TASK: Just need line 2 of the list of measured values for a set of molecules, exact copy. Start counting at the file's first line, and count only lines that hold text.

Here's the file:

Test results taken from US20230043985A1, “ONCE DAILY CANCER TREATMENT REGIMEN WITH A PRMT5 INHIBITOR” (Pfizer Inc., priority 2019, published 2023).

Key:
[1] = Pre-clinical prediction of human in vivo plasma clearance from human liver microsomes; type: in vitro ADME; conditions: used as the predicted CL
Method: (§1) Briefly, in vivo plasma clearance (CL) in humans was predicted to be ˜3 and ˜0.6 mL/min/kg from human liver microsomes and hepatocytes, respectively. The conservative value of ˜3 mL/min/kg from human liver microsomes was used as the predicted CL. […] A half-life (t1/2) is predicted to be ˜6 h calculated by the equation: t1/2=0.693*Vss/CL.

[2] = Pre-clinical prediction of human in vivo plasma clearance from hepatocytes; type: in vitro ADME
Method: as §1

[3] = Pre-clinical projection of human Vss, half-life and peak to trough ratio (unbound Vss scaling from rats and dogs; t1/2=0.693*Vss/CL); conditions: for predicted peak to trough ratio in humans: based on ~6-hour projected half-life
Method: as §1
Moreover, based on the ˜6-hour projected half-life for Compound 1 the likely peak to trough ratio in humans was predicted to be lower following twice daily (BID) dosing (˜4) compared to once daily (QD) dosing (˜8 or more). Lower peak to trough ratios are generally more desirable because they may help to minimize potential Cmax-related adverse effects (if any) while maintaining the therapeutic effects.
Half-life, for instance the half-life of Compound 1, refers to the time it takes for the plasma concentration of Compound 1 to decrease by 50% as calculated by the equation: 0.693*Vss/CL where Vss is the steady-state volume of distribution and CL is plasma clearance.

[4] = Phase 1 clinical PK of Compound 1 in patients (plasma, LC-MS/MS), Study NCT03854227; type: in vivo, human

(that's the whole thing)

Key: